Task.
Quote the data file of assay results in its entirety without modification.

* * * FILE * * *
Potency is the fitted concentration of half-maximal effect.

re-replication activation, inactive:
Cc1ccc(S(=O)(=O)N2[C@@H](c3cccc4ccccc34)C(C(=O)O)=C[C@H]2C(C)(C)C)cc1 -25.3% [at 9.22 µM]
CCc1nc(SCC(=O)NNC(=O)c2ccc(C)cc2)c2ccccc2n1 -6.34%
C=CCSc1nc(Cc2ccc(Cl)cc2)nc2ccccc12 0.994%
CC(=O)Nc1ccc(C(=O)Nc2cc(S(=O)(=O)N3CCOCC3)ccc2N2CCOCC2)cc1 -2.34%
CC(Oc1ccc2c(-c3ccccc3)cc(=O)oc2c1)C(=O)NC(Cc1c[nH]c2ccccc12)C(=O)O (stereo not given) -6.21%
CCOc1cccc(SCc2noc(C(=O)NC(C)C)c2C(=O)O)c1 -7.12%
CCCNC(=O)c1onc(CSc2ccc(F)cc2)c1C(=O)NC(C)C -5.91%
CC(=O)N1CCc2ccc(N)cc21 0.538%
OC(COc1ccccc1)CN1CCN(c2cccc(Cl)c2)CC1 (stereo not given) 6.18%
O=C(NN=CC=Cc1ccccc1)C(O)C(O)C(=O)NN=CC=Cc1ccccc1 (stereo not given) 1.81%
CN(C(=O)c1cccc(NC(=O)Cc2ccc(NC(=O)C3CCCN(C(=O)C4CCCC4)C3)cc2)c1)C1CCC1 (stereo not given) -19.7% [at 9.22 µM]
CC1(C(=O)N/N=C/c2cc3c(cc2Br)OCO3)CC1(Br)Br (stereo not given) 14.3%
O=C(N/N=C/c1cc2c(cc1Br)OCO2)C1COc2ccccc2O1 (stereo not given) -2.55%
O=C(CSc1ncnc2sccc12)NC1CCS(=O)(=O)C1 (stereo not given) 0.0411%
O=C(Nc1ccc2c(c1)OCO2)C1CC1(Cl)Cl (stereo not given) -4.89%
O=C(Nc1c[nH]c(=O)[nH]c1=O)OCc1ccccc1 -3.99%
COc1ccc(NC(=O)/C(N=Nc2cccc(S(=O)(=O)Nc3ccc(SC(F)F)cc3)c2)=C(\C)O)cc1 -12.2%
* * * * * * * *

Potency is the fitted concentration of half-maximal effect.

re-replication activation, inactive:
Cc1ccc(S(=O)(=O)N2[C@@H](c3cccc4ccccc34)C(C(=O)O)=C[C@H]2C(C)(C)C)cc1 -25.3% [at 9.22 µM]
CCc1nc(SCC(=O)NNC(=O)c2ccc(C)cc2)c2ccccc2n1 -6.34%
C=CCSc1nc(Cc2ccc(Cl)cc2)nc2ccccc12 0.994%
CC(=O)Nc1ccc(C(=O)Nc2cc(S(=O)(=O)N3CCOCC3)ccc2N2CCOCC2)cc1 -2.34%
CC(Oc1ccc2c(-c3ccccc3)cc(=O)oc2c1)C(=O)NC(Cc1c[nH]c2ccccc12)C(=O)O (stereo not given) -6.21%
CCOc1cccc(SCc2noc(C(=O)NC(C)C)c2C(=O)O)c1 -7.12%
CCCNC(=O)c1onc(CSc2ccc(F)cc2)c1C(=O)NC(C)C -5.91%
CC(=O)N1CCc2ccc(N)cc21 0.538%
OC(COc1ccccc1)CN1CCN(c2cccc(Cl)c2)CC1 (stereo not given) 6.18%
O=C(NN=CC=Cc1ccccc1)C(O)C(O)C(=O)NN=CC=Cc1ccccc1 (stereo not given) 1.81%
CN(C(=O)c1cccc(NC(=O)Cc2ccc(NC(=O)C3CCCN(C(=O)C4CCCC4)C3)cc2)c1)C1CCC1 (stereo not given) -19.7% [at 9.22 µM]
CC1(C(=O)N/N=C/c2cc3c(cc2Br)OCO3)CC1(Br)Br (stereo not given) 14.3%
O=C(N/N=C/c1cc2c(cc1Br)OCO2)C1COc2ccccc2O1 (stereo not given) -2.55%
O=C(CSc1ncnc2sccc12)NC1CCS(=O)(=O)C1 (stereo not given) 0.0411%
O=C(Nc1ccc2c(c1)OCO2)C1CC1(Cl)Cl (stereo not given) -4.89%
O=C(Nc1c[nH]c(=O)[nH]c1=O)OCc1ccccc1 -3.99%
COc1ccc(NC(=O)/C(N=Nc2cccc(S(=O)(=O)Nc3ccc(SC(F)F)cc3)c2)=C(\C)O)cc1 -12.2%